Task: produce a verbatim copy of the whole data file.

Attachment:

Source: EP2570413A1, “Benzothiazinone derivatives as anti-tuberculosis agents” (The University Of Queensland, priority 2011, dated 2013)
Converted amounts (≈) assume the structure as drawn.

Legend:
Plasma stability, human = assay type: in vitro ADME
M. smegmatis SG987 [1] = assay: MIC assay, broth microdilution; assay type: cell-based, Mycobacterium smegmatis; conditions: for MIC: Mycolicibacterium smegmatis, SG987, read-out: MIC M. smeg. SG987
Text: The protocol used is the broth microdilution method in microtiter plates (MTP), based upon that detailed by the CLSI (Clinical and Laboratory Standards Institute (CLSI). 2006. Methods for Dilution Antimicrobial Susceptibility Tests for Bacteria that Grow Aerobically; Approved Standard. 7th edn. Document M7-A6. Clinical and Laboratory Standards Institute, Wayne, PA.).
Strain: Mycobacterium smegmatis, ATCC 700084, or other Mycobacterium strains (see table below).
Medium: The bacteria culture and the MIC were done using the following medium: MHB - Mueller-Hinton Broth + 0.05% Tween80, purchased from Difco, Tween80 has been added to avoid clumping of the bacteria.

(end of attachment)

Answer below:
Source: EP2570413A1, “Benzothiazinone derivatives as anti-tuberculosis agents” (The University Of Queensland, priority 2011, dated 2013)
Converted amounts (≈) assume the structure as drawn.

Legend:
Plasma stability, human = assay type: in vitro ADME
M. smegmatis SG987 [1] = assay: MIC assay, broth microdilution; assay type: cell-based, Mycobacterium smegmatis; conditions: for MIC: Mycolicibacterium smegmatis, SG987, read-out: MIC M. smeg. SG987
Text: The protocol used is the broth microdilution method in microtiter plates (MTP), based upon that detailed by the CLSI (Clinical and Laboratory Standards Institute (CLSI). 2006. Methods for Dilution Antimicrobial Susceptibility Tests for Bacteria that Grow Aerobically; Approved Standard. 7th edn. Document M7-A6. Clinical and Laboratory Standards Institute, Wayne, PA.).
Strain: Mycobacterium smegmatis, ATCC 700084, or other Mycobacterium strains (see table below).
Medium: The bacteria culture and the MIC were done using the following medium: MHB - Mueller-Hinton Broth + 0.05% Tween80, purchased from Difco, Tween80 has been added to avoid clumping of the bacteria.